This book is a a critical examination of the role that immigrant intellectuals play in facilitating the global domination of American imperialism.
In his pioneering book about the relationship between race and colonialism, Black Skin, White Masks, Frantz Fanon explored the traumatic consequences of the sense of inferiority that colonised people felt. Brown Skin, White Masks picks up where Fanon left off, and extends Fanon's insights as they apply to today's world.
Dabashi shows how intellectuals who migrate to the West are often used by the imperial powers to misrepresent their home countries. Just as many Iraqi exiles were used to justify the invasion of Iraq, Dabashi demonstrates that this is a common phenomenon, and examines why and how so many immigrant intellectuals help to sustain imperialism.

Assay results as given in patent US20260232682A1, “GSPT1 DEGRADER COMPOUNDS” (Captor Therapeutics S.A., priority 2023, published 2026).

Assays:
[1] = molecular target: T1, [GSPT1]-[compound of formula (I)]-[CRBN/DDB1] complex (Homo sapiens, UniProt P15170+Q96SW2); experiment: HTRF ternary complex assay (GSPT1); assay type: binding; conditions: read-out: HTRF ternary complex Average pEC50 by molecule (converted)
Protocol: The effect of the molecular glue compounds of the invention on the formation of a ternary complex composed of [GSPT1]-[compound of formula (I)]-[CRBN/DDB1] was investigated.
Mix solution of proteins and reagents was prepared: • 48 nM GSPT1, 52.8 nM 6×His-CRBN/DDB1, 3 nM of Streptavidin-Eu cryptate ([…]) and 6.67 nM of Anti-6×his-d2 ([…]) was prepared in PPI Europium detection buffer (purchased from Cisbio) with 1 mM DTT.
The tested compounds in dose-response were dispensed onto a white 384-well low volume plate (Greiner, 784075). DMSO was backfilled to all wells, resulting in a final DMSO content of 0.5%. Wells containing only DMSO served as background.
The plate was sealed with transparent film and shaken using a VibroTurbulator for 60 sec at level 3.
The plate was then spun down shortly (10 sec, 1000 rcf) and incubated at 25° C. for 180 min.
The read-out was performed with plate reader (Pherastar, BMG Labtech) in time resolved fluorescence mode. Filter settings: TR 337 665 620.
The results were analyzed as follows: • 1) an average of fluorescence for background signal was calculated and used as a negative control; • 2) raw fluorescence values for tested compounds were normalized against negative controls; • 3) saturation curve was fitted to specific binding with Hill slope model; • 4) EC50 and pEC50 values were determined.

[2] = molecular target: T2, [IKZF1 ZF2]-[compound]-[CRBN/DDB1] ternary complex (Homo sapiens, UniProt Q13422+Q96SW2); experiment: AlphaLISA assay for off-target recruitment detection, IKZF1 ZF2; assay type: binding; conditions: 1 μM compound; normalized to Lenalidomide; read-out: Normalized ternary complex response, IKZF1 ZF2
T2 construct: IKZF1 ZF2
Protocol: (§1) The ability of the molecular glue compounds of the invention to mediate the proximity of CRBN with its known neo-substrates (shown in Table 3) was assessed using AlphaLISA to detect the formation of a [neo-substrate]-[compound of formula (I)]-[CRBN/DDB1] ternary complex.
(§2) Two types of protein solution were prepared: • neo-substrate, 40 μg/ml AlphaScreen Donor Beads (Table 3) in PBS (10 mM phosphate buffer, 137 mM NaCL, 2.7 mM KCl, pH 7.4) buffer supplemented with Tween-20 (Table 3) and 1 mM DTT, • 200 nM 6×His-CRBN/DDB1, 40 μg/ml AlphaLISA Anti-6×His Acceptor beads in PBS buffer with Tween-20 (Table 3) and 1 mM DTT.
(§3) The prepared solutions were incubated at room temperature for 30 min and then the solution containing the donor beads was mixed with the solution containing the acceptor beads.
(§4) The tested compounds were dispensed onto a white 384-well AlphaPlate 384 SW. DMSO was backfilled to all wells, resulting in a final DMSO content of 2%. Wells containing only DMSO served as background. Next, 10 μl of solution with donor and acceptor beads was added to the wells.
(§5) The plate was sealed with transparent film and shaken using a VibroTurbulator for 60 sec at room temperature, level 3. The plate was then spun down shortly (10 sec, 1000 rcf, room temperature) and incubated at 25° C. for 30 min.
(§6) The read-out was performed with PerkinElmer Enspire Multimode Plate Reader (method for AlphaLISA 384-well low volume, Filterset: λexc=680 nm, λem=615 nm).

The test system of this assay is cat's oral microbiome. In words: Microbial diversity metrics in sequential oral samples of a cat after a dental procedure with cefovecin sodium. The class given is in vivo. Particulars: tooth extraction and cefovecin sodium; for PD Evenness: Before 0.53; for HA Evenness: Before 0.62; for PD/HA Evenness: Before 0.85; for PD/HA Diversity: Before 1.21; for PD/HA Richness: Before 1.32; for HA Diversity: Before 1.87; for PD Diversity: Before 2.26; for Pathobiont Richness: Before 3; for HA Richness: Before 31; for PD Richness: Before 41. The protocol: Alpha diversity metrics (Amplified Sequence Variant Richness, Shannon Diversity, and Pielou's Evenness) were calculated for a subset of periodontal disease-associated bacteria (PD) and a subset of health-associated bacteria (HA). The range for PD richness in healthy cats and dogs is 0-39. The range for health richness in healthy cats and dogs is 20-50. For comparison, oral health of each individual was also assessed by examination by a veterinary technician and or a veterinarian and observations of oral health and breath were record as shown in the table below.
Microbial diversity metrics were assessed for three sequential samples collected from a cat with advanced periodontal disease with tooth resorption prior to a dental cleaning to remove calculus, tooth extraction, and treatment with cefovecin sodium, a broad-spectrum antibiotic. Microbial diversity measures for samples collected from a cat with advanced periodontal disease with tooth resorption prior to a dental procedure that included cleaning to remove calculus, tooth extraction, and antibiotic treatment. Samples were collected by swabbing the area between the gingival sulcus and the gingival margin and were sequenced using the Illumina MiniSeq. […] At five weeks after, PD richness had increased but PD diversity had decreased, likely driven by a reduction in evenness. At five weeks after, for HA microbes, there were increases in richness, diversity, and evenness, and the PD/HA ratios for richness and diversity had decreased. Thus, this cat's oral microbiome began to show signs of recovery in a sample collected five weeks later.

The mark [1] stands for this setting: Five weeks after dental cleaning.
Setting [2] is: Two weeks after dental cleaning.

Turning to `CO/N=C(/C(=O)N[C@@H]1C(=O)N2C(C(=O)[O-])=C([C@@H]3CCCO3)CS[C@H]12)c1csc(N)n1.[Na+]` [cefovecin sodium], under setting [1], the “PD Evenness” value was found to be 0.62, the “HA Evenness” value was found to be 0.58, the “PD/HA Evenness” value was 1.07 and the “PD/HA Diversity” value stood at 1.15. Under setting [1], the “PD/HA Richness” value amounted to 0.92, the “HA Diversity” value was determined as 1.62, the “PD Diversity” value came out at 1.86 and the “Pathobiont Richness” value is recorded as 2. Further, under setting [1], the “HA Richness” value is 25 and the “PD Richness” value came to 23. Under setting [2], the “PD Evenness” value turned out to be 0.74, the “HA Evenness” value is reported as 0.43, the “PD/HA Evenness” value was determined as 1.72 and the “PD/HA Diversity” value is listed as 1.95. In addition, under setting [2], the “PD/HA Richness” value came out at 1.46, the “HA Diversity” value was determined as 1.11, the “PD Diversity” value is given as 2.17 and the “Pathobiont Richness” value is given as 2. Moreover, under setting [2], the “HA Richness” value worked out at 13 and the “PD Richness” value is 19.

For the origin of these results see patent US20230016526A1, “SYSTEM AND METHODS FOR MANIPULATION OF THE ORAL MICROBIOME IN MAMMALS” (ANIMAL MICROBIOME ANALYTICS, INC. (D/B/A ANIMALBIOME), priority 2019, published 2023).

Hamid Dabashi is the Hagop Kevorkian Professor of Iranian Studies and Comparative Literature at Columbia University in New York. He is a founding member of the Institute for Comparative Literature and Society, as well as a founding member of the Center for Palestine Studies at Columbia University. Most recently he is the author of Europe and Its Shadows (Pluto, 2019), Brown Skin, White Masks (Pluto, 2011) and Can Non-Europeans Think? (Zed, 2015).
Introduction 1. Brown Skin, White Masks 2. On Comprador Intellectuals 3. Literature and Empire 4. The House Muslim Conclusion: Confusing the Colour Line Notes Index